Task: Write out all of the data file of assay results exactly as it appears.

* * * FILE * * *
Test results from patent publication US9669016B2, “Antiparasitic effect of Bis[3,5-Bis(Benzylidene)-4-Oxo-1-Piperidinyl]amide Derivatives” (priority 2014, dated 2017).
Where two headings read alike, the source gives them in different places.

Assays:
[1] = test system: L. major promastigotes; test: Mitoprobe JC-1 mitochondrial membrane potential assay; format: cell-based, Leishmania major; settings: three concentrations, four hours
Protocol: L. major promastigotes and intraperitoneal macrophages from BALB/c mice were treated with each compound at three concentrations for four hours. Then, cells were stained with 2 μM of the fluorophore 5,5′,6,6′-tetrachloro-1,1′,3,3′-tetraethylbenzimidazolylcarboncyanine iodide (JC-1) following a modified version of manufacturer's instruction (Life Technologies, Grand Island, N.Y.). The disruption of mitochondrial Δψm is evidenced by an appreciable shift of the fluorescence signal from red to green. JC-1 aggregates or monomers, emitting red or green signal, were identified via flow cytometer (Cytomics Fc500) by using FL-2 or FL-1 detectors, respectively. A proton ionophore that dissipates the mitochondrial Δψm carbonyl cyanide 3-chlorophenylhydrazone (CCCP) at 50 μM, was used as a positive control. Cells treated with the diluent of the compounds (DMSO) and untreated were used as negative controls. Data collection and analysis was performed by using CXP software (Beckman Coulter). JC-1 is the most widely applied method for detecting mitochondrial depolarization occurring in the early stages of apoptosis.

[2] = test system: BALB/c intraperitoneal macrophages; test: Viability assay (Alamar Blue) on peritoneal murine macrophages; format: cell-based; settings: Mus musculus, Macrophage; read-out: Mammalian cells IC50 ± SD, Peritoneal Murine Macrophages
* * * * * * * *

Test results from patent publication US9669016B2, “Antiparasitic effect of Bis[3,5-Bis(Benzylidene)-4-Oxo-1-Piperidinyl]amide Derivatives” (priority 2014, dated 2017).
Where two headings read alike, the source gives them in different places.

Assays:
[1] = test system: L. major promastigotes; test: Mitoprobe JC-1 mitochondrial membrane potential assay; format: cell-based, Leishmania major; settings: three concentrations, four hours
Protocol: L. major promastigotes and intraperitoneal macrophages from BALB/c mice were treated with each compound at three concentrations for four hours. Then, cells were stained with 2 μM of the fluorophore 5,5′,6,6′-tetrachloro-1,1′,3,3′-tetraethylbenzimidazolylcarboncyanine iodide (JC-1) following a modified version of manufacturer's instruction (Life Technologies, Grand Island, N.Y.). The disruption of mitochondrial Δψm is evidenced by an appreciable shift of the fluorescence signal from red to green. JC-1 aggregates or monomers, emitting red or green signal, were identified via flow cytometer (Cytomics Fc500) by using FL-2 or FL-1 detectors, respectively. A proton ionophore that dissipates the mitochondrial Δψm carbonyl cyanide 3-chlorophenylhydrazone (CCCP) at 50 μM, was used as a positive control. Cells treated with the diluent of the compounds (DMSO) and untreated were used as negative controls. Data collection and analysis was performed by using CXP software (Beckman Coulter). JC-1 is the most widely applied method for detecting mitochondrial depolarization occurring in the early stages of apoptosis.

[2] = test system: BALB/c intraperitoneal macrophages; test: Viability assay (Alamar Blue) on peritoneal murine macrophages; format: cell-based; settings: Mus musculus, Macrophage; read-out: Mammalian cells IC50 ± SD, Peritoneal Murine Macrophages